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A corporate commitment to college completion


AACC Corporate Council Chair Sandra DeCastro signs a "Call to Action" agreement with Walter Bumphus, president and CEO of the association.​​

​For the past year, the American Association of Community Colleges’ (AACC) Corporate Council has worked to show its commitment to the college completion agenda.

At the council’s fall meeting this week, members put their commitment to paper by signing a "Call to Action." Ten council members and AACC President and CEO Walter Bumphus signed the college completion challenge.

By signing the agreement, the council members pledge to improve completion rates by helping community college leaders collaborate with business partners, advancing promising business practices that support student success, and encouraging other businesses to support the work of two-year colleges.

The council has a “critical interest” in student success, particularly within community colleges, according to the Call to Action. Improving completion rates ties in to U.S. business competitiveness, and community colleges are the “economic engine” that will help renew the nation’s economic prosperity, it said.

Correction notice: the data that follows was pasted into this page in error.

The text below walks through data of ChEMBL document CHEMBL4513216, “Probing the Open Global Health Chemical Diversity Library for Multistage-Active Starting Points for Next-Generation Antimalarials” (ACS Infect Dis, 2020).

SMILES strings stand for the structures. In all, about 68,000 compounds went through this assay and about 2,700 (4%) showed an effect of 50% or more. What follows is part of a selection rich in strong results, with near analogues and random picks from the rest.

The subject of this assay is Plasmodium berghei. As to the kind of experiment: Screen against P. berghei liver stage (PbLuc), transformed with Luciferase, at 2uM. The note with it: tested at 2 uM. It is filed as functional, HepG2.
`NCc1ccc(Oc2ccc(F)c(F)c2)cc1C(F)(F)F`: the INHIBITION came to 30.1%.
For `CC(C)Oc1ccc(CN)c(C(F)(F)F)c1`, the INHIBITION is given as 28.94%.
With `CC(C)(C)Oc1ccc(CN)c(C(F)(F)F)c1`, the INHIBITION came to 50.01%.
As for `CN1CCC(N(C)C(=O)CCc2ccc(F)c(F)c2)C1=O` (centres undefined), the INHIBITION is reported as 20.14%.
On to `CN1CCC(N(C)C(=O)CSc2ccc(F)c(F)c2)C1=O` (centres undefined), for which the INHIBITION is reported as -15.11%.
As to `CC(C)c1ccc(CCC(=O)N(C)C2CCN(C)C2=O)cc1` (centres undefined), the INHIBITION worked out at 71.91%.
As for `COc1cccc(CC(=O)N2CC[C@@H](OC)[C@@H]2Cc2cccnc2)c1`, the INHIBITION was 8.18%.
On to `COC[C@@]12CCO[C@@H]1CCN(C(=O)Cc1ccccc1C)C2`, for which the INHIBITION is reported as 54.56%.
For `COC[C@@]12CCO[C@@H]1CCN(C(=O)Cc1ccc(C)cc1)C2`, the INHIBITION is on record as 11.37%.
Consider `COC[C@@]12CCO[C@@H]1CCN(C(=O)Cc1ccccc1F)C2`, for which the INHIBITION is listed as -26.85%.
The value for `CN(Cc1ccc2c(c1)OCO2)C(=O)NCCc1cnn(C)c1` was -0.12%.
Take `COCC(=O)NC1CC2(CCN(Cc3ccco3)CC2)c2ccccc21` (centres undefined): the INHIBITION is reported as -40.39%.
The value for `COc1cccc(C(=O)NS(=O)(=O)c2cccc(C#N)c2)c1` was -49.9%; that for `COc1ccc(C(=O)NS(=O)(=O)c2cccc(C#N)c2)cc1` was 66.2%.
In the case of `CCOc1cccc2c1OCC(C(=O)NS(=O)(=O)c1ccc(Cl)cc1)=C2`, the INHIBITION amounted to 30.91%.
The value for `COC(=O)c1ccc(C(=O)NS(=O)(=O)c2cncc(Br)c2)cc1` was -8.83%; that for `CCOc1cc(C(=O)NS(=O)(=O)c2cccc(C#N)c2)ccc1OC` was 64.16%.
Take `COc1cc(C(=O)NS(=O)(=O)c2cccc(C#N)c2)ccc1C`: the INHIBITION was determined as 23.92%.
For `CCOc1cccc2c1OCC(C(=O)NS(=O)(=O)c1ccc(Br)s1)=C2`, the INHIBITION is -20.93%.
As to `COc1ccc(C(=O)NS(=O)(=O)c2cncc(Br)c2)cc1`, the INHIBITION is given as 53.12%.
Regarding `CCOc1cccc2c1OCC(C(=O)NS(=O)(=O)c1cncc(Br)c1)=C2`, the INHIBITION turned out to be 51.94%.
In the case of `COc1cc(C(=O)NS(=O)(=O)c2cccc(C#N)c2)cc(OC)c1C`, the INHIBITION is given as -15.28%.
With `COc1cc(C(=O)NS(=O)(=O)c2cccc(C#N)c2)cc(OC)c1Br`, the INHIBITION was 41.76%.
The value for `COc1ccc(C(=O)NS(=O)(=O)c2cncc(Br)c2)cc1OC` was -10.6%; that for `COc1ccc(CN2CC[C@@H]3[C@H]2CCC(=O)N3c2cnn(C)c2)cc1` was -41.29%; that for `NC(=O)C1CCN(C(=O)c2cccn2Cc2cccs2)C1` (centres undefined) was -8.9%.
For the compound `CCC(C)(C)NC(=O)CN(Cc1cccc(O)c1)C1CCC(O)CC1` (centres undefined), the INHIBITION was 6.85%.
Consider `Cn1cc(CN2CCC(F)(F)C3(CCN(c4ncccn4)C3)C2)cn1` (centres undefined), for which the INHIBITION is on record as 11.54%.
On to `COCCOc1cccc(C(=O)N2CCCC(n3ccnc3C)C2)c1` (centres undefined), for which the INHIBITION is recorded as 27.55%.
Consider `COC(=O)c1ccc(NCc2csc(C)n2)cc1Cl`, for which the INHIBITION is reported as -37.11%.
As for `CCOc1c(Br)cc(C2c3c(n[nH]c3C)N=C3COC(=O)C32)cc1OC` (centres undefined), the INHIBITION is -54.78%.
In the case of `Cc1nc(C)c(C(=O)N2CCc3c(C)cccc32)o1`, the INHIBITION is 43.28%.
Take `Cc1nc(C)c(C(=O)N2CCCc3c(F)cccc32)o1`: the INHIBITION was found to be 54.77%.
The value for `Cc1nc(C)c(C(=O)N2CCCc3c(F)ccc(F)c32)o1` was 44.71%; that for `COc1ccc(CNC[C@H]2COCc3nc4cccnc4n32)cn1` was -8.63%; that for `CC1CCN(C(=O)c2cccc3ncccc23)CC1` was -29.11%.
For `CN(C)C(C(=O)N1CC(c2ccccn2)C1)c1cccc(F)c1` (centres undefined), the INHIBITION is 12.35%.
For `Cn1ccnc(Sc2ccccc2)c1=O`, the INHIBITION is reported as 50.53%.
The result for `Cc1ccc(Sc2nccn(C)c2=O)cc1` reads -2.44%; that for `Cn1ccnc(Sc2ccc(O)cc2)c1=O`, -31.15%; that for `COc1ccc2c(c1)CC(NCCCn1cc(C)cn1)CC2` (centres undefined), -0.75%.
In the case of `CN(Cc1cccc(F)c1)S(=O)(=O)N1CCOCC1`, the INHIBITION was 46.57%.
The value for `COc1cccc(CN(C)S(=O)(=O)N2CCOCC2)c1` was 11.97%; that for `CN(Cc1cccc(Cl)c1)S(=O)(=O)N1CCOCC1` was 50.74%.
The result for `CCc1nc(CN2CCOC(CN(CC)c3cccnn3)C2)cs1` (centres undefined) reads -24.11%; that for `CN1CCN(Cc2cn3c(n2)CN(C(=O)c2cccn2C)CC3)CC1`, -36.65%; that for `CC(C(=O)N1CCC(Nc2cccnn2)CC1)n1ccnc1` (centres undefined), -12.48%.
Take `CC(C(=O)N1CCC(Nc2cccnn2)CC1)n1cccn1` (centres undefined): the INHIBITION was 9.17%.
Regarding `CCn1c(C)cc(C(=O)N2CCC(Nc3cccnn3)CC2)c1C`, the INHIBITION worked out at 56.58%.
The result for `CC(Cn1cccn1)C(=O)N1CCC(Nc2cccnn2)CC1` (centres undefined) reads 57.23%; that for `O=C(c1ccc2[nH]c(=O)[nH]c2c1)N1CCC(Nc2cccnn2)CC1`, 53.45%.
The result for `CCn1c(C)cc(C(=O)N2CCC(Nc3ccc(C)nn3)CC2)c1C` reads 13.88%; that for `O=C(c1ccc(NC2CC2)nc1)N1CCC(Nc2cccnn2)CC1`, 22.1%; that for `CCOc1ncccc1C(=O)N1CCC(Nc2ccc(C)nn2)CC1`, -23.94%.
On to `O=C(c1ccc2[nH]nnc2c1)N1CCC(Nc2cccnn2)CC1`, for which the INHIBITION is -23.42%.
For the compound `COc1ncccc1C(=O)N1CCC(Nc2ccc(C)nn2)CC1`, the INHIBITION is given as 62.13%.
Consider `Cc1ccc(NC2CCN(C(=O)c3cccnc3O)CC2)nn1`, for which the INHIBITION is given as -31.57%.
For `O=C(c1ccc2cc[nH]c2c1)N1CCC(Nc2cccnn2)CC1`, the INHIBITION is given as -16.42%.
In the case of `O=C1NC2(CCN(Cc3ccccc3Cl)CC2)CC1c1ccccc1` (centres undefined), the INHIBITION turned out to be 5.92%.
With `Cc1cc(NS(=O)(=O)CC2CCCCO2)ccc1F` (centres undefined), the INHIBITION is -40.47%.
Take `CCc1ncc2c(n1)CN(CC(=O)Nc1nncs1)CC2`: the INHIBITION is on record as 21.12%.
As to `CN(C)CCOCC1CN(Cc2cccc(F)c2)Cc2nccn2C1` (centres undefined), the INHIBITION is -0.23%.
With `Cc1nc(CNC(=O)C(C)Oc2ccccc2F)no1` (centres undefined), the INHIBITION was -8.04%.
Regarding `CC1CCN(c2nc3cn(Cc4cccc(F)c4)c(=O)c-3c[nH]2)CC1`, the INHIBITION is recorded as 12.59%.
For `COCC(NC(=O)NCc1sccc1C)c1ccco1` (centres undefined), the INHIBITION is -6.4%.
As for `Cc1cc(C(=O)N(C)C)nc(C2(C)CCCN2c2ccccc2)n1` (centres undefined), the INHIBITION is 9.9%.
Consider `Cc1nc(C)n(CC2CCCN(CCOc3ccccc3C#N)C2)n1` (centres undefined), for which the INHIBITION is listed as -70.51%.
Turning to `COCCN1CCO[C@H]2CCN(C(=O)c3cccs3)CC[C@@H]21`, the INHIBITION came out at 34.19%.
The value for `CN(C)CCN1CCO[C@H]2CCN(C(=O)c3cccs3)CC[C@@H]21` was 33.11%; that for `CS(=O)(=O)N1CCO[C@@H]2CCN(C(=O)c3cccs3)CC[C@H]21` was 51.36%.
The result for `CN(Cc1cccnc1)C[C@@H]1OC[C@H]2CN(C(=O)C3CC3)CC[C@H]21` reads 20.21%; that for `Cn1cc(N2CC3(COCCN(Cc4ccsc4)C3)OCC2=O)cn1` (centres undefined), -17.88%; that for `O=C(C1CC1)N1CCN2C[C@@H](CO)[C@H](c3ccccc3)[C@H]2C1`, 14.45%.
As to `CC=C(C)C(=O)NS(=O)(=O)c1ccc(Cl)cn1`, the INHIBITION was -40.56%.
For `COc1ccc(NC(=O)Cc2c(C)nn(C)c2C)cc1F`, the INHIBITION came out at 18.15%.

The agreement and its goal is a “big priority” for the council, said Corporate Council Chair Sandra DeCastro, director of association relations at SunGard Higher Education.

“We need to continue to put emphasis on what it will take to push completion rates,” she said. (DeCastro explains the importance of the commitment in the video below.)

Others council members signing the pledge include Sandi Kirshner (Pearson Higher Education), Mary Hawkins (Bellevue University), John Speer (Datatel), John Hough (American Public University System), Thomas Doyle (CAE Healthcare), Janine von Juergensonn (Barnes and Noble Booksellers), Brett Frazier (Blackboard), Toni Feldman (Kaplan University​) and Gerald Weissberg (ed2go​/Cengage Learning).

The Call to Action builds on the one signed last year ​by AACC, the Association of Community College Trustees, the Center for Community College Student Engagement, the League for Innovation in the Community College, the National Institute for Staff and Organizational Development and the Phi Theta Kappa Honor Society. It was signed after President Barack Obama issued a challenge for U.S. colleges to produce 50 percent more students with degrees and certificates by 2020.

Council members have been asked to forward names of community colleges that have implemented successful initiatives. Selected colleges will have an opportunity to speak to the council at future meetings.


Sandra DeCastro of SunGard Higher Education and chair of the AACC Corporate Council discusses why business and industry must get involved in the college completion agenda.